But do we get kudos from the antis for what we do today for non-members with no strings attached? No, we are mocked for not doing enough for non-members in the past, even though Mormons have always taken care of their own. (Ooh, I see an attack coming from the playbook on that statement.)

And the antis don't point out that even before the huge increase of non-member humanitarian aid spending that occured in the late 80's and 90's, the internal Welfare Program of the church spent, (and now continues to spend) tens (maybe hundreds) of millions of dollars a year in food and basic necessities for members.

And if you converted to a dollar value, all the donated hours members provide to the Welfare Program, on farms, in canneries, in warehouses and storehouses, and driving the trucks to deliver goods, it would be several times more.

Anonymous said...

"Don't know why FARMS would want to review a book that has nothing to do with Mormonism. Telling though isn't it?"

"I don't know what you think it "tells." "

Yes, I don't expect you woud. I didn't tell you.

"I saw certain alienated ex-Mormons making a big deal about the book (claiming that it eviscerated theism in general and, derivatively, Mormonism in particular), so I figured that a review of it would be interesting. "

I would love to see where these ex-Mormons said that the book eviscerated Mormonism in particular.
Would making a big deal about it mean, quoting from it? Or would you only equate making a big deal out of it if they had said it was the most correct book of any book on earth?

"Not to belittle your group or anything, but are you sure you are up to reviewing someone like Sagan?"

"Personally, I've never regarded Sagan as a demigod. In any event, the young Harvard-Ph.D. biochemist who wrote the review essay for us didn't seem to feel particularly inferior or intimidated."

Nor do I. But I imagine that your walls are plenty full of pictures of other demigods to have room for some scientist. Can't wait to read what the young biochemist has to say about Sagan though.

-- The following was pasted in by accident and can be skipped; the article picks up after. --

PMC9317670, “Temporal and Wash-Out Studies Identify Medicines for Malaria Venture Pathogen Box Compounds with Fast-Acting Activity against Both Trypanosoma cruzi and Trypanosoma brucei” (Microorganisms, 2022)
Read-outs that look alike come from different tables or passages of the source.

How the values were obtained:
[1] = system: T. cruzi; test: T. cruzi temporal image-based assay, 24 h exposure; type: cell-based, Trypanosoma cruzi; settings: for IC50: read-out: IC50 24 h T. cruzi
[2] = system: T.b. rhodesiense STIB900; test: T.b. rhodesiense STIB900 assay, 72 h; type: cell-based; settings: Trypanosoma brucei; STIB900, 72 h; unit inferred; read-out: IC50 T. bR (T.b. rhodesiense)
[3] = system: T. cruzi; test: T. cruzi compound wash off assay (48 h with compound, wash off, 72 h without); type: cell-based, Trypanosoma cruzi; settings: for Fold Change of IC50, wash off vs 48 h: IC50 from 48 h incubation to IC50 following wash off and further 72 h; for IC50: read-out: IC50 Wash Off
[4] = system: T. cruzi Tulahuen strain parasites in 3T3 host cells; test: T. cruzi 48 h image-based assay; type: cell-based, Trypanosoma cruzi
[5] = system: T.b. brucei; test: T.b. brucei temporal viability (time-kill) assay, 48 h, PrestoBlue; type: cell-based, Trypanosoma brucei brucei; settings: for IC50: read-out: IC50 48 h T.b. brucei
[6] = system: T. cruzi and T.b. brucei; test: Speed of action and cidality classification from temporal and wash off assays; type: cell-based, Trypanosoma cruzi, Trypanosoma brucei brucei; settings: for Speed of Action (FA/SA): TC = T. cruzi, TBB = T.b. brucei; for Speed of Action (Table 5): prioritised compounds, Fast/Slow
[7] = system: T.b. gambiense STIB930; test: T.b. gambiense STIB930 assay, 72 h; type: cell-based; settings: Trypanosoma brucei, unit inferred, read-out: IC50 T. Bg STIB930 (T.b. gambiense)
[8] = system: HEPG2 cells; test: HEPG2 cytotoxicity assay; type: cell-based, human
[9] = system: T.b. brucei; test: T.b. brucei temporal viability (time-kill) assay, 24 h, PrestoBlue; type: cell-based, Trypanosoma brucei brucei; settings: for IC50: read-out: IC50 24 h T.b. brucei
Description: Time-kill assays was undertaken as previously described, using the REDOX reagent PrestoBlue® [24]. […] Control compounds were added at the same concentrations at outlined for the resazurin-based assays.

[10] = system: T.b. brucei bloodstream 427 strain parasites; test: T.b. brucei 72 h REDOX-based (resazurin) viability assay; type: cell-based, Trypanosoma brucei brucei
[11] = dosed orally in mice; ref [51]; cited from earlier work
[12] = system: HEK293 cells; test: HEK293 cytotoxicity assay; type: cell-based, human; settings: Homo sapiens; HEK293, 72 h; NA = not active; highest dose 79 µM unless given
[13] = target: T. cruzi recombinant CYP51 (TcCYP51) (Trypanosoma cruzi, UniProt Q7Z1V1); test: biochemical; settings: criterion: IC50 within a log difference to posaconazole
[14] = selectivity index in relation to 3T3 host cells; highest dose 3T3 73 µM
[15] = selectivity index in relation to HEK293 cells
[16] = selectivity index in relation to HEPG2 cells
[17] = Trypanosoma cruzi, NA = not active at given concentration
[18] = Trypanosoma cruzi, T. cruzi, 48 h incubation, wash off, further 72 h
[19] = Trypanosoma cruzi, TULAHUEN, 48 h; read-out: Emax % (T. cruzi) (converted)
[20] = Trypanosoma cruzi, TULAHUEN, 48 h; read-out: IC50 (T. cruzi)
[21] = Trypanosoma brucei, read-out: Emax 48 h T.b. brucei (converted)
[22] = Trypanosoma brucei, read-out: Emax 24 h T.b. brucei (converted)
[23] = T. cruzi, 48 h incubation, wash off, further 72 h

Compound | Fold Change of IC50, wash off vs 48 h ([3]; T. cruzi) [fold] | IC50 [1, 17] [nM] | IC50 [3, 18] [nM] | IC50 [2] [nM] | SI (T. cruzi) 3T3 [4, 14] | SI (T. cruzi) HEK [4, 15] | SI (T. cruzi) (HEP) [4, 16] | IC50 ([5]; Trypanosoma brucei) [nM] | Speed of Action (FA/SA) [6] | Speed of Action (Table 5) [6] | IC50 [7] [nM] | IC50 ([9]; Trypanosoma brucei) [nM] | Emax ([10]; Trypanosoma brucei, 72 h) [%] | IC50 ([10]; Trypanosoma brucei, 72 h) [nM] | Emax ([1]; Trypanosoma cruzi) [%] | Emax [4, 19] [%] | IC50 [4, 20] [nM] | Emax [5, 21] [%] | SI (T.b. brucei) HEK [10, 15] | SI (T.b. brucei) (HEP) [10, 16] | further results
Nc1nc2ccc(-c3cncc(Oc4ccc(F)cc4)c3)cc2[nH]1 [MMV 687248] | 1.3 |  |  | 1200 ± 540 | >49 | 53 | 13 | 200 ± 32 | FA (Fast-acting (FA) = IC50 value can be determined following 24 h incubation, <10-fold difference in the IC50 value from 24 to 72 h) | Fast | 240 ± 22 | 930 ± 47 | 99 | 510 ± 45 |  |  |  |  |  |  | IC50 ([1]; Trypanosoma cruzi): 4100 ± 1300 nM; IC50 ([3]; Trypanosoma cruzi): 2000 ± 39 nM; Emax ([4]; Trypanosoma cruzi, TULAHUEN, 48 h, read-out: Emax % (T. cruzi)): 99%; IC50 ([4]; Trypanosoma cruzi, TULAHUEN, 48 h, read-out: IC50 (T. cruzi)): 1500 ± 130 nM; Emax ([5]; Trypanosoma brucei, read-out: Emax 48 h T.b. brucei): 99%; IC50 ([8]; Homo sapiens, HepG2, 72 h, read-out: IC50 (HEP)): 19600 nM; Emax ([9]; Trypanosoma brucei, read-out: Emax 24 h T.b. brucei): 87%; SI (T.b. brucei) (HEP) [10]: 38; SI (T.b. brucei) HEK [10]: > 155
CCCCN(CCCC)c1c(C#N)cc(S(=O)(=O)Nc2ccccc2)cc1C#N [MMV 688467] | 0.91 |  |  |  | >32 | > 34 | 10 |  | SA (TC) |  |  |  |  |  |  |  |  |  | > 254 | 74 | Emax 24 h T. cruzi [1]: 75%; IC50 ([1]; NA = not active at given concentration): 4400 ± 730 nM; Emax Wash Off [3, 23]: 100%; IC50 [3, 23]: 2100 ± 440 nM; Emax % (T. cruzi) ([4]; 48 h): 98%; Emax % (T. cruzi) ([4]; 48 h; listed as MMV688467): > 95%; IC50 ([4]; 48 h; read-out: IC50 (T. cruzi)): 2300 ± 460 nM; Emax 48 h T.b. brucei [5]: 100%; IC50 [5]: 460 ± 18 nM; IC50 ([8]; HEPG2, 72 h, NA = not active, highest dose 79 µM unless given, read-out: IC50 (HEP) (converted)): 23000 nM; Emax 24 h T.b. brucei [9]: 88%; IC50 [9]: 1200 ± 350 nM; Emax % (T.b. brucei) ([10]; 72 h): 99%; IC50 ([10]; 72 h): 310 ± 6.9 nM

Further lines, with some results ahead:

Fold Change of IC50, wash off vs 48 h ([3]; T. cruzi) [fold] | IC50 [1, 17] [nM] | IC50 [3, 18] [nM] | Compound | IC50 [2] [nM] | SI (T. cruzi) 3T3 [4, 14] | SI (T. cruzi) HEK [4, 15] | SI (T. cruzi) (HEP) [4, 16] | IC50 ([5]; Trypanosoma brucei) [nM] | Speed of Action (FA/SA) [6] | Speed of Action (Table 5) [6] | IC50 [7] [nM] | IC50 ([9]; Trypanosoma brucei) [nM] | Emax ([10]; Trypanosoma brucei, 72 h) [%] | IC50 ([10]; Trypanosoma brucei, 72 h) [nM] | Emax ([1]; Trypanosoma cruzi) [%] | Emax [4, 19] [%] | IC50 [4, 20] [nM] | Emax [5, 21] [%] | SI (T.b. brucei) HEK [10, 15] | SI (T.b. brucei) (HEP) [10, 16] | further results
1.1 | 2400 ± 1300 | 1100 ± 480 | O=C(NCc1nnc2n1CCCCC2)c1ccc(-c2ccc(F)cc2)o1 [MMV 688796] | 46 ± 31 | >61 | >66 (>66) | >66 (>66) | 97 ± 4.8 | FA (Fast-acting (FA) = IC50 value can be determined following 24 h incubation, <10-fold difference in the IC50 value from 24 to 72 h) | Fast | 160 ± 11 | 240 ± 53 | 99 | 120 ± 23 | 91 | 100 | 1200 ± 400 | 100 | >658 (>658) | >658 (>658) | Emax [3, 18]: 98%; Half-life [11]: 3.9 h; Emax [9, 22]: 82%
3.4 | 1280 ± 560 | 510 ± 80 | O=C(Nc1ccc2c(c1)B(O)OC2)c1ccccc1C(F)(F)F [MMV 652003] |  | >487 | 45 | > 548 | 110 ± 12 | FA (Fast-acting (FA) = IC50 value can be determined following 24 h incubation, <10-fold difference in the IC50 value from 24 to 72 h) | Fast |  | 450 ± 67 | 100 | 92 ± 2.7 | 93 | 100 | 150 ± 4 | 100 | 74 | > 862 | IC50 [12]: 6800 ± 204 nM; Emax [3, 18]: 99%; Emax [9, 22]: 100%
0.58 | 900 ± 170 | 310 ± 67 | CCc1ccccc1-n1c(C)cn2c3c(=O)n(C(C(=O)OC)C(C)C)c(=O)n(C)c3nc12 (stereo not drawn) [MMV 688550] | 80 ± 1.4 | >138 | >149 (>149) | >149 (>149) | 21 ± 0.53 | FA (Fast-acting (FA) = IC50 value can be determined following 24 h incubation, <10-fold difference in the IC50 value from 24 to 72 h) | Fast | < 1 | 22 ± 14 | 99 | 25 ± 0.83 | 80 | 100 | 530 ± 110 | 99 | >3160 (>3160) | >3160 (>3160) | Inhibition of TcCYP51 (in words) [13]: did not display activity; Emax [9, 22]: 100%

"I . . . request a review of the works of Richard Feynman and Albert Einstein. Oh yeah, how about some of S. Hawking's stuff too?"

"Maybe someday. If I feel it relevant. Right now, I see no particular relevance."

Maybe if more ex-mormons started quoting them you might think they are relevant.

"I like Feynman and Hawking's stuff. I grew up near Caltech, Feynman's stomping grounds, used to hang around the campus from time to time, had friends studying there, and very nearly went there as an undergraduate myself. I had a poster of Albert Einstein on my wall both at home and in my dorm room, and began my college studies as a mathematics major with a strong interest in cosmology.

If you were expecting me to be anti-scientific, or clueless about contemporary science, your expectation was misguided."

No, not at all. If I were going to try to stump you with some scientists names, I don't think I would have picked Einstein, Sagan, Hawking, and Feynman. I can clearly see that you are very science oriented and well versed in science having had a picture of Einstein in your dorm room as a student and growing up near CalTech.

"Let's please try not to distract this thread any further from the discussion of steel and the Book of Mormon."

OK

Daniel Peterson said...

Whatever.

Irony can be fun, but pointless sarcasm isn't very interesting.

Anyway, I've got a plane to catch. Asia beckons.

Mormanity said...

Daniel, good luck in Asia! Thanks much for dropping by this blog.

Mormanity said...

Update: The Paper on steel I referred to earlier has a new URL: http://www.mri.on.ca/steel.pdf.